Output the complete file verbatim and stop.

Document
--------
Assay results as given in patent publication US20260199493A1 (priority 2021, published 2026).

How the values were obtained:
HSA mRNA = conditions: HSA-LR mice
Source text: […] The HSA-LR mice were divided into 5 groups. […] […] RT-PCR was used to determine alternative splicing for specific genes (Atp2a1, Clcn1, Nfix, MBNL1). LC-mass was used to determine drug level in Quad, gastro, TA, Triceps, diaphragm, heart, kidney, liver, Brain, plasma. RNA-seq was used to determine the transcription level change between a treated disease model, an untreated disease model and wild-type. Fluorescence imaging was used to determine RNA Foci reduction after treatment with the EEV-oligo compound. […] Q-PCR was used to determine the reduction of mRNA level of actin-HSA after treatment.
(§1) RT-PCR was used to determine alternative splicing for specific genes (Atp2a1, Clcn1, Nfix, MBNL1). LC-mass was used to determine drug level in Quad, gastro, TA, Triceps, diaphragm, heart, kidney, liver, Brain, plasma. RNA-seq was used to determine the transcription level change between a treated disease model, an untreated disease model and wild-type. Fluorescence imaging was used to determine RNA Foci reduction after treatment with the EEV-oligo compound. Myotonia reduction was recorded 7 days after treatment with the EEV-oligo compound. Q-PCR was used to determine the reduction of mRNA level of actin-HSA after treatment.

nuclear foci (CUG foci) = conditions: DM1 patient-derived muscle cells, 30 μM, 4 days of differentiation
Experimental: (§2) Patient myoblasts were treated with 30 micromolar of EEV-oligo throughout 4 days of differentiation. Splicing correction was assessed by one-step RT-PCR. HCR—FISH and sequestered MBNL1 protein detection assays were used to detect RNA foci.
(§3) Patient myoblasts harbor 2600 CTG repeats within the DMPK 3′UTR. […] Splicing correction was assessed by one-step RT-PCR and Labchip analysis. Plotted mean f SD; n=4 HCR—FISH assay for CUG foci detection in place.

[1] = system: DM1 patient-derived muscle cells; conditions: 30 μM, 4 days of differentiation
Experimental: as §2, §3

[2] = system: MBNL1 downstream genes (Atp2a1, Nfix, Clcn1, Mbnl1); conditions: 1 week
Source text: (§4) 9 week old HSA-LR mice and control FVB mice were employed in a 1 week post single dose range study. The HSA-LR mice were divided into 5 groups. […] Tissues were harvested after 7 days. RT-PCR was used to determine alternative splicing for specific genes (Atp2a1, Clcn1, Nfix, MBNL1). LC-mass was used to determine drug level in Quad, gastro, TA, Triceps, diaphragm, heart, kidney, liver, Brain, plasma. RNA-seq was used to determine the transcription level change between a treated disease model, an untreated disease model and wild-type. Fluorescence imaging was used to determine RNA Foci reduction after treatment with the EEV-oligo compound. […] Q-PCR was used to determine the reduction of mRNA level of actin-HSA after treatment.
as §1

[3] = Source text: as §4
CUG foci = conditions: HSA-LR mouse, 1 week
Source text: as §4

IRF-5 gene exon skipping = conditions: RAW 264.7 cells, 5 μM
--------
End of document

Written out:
Assay results as given in patent publication US20260199493A1 (priority 2021, published 2026).

How the values were obtained:
HSA mRNA = conditions: HSA-LR mice
Source text: […] The HSA-LR mice were divided into 5 groups. […] […] RT-PCR was used to determine alternative splicing for specific genes (Atp2a1, Clcn1, Nfix, MBNL1). LC-mass was used to determine drug level in Quad, gastro, TA, Triceps, diaphragm, heart, kidney, liver, Brain, plasma. RNA-seq was used to determine the transcription level change between a treated disease model, an untreated disease model and wild-type. Fluorescence imaging was used to determine RNA Foci reduction after treatment with the EEV-oligo compound. […] Q-PCR was used to determine the reduction of mRNA level of actin-HSA after treatment.
(§1) RT-PCR was used to determine alternative splicing for specific genes (Atp2a1, Clcn1, Nfix, MBNL1). LC-mass was used to determine drug level in Quad, gastro, TA, Triceps, diaphragm, heart, kidney, liver, Brain, plasma. RNA-seq was used to determine the transcription level change between a treated disease model, an untreated disease model and wild-type. Fluorescence imaging was used to determine RNA Foci reduction after treatment with the EEV-oligo compound. Myotonia reduction was recorded 7 days after treatment with the EEV-oligo compound. Q-PCR was used to determine the reduction of mRNA level of actin-HSA after treatment.

nuclear foci (CUG foci) = conditions: DM1 patient-derived muscle cells, 30 μM, 4 days of differentiation
Experimental: (§2) Patient myoblasts were treated with 30 micromolar of EEV-oligo throughout 4 days of differentiation. Splicing correction was assessed by one-step RT-PCR. HCR—FISH and sequestered MBNL1 protein detection assays were used to detect RNA foci.
(§3) Patient myoblasts harbor 2600 CTG repeats within the DMPK 3′UTR. […] Splicing correction was assessed by one-step RT-PCR and Labchip analysis. Plotted mean f SD; n=4 HCR—FISH assay for CUG foci detection in place.

[1] = system: DM1 patient-derived muscle cells; conditions: 30 μM, 4 days of differentiation
Experimental: as §2, §3

[2] = system: MBNL1 downstream genes (Atp2a1, Nfix, Clcn1, Mbnl1); conditions: 1 week
Source text: (§4) 9 week old HSA-LR mice and control FVB mice were employed in a 1 week post single dose range study. The HSA-LR mice were divided into 5 groups. […] Tissues were harvested after 7 days. RT-PCR was used to determine alternative splicing for specific genes (Atp2a1, Clcn1, Nfix, MBNL1). LC-mass was used to determine drug level in Quad, gastro, TA, Triceps, diaphragm, heart, kidney, liver, Brain, plasma. RNA-seq was used to determine the transcription level change between a treated disease model, an untreated disease model and wild-type. Fluorescence imaging was used to determine RNA Foci reduction after treatment with the EEV-oligo compound. […] Q-PCR was used to determine the reduction of mRNA level of actin-HSA after treatment.
as §1

[3] = Source text: as §4
CUG foci = conditions: HSA-LR mouse, 1 week
Source text: as §4

IRF-5 gene exon skipping = conditions: RAW 264.7 cells, 5 μM